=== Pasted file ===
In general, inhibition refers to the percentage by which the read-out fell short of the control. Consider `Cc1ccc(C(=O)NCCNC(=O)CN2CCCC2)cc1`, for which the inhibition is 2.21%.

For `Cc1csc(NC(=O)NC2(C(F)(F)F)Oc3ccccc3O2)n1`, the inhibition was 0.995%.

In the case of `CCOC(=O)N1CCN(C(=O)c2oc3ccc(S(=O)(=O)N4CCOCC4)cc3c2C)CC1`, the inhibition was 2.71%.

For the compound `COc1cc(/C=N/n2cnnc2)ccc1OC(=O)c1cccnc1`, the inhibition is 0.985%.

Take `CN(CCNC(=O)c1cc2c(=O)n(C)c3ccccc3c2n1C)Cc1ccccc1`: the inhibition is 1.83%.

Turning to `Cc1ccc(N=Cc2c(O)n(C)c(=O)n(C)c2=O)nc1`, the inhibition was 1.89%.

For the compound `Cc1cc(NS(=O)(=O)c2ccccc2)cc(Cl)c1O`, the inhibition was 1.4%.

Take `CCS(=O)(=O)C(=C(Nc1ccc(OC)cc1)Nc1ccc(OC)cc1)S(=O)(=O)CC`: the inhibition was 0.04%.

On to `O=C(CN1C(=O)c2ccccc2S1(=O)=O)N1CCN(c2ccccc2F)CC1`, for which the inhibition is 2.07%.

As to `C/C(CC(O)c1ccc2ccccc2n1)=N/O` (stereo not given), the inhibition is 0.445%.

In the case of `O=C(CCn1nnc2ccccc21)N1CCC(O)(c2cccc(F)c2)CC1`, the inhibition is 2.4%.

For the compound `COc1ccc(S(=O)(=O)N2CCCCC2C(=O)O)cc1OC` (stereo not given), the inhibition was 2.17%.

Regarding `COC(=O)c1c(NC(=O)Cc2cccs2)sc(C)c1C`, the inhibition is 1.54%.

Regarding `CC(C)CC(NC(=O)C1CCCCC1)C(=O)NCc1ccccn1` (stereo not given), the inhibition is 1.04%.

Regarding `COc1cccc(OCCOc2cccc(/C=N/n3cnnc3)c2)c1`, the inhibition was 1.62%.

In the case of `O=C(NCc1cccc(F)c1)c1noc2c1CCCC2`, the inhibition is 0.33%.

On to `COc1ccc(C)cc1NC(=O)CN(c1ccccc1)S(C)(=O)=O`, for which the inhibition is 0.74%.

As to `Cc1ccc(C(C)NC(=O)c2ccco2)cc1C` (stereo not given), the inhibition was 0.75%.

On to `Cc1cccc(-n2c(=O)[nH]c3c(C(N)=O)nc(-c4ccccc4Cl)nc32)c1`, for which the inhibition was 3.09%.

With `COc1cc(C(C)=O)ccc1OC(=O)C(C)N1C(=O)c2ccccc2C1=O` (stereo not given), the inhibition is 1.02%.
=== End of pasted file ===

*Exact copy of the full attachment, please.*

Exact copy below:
In general, inhibition refers to the percentage by which the read-out fell short of the control. Consider `Cc1ccc(C(=O)NCCNC(=O)CN2CCCC2)cc1`, for which the inhibition is 2.21%.

For `Cc1csc(NC(=O)NC2(C(F)(F)F)Oc3ccccc3O2)n1`, the inhibition was 0.995%.

In the case of `CCOC(=O)N1CCN(C(=O)c2oc3ccc(S(=O)(=O)N4CCOCC4)cc3c2C)CC1`, the inhibition was 2.71%.

For the compound `COc1cc(/C=N/n2cnnc2)ccc1OC(=O)c1cccnc1`, the inhibition is 0.985%.

Take `CN(CCNC(=O)c1cc2c(=O)n(C)c3ccccc3c2n1C)Cc1ccccc1`: the inhibition is 1.83%.

Turning to `Cc1ccc(N=Cc2c(O)n(C)c(=O)n(C)c2=O)nc1`, the inhibition was 1.89%.

For the compound `Cc1cc(NS(=O)(=O)c2ccccc2)cc(Cl)c1O`, the inhibition was 1.4%.

Take `CCS(=O)(=O)C(=C(Nc1ccc(OC)cc1)Nc1ccc(OC)cc1)S(=O)(=O)CC`: the inhibition was 0.04%.

On to `O=C(CN1C(=O)c2ccccc2S1(=O)=O)N1CCN(c2ccccc2F)CC1`, for which the inhibition is 2.07%.

As to `C/C(CC(O)c1ccc2ccccc2n1)=N/O` (stereo not given), the inhibition is 0.445%.

In the case of `O=C(CCn1nnc2ccccc21)N1CCC(O)(c2cccc(F)c2)CC1`, the inhibition is 2.4%.

For the compound `COc1ccc(S(=O)(=O)N2CCCCC2C(=O)O)cc1OC` (stereo not given), the inhibition was 2.17%.

Regarding `COC(=O)c1c(NC(=O)Cc2cccs2)sc(C)c1C`, the inhibition is 1.54%.

Regarding `CC(C)CC(NC(=O)C1CCCCC1)C(=O)NCc1ccccn1` (stereo not given), the inhibition is 1.04%.

Regarding `COc1cccc(OCCOc2cccc(/C=N/n3cnnc3)c2)c1`, the inhibition was 1.62%.

In the case of `O=C(NCc1cccc(F)c1)c1noc2c1CCCC2`, the inhibition is 0.33%.

On to `COc1ccc(C)cc1NC(=O)CN(c1ccccc1)S(C)(=O)=O`, for which the inhibition is 0.74%.

As to `Cc1ccc(C(C)NC(=O)c2ccco2)cc1C` (stereo not given), the inhibition was 0.75%.

On to `Cc1cccc(-n2c(=O)[nH]c3c(C(N)=O)nc(-c4ccccc4Cl)nc32)c1`, for which the inhibition was 3.09%.

With `COc1cc(C(C)=O)ccc1OC(=O)C(C)N1C(=O)c2ccccc2C1=O` (stereo not given), the inhibition is 1.02%.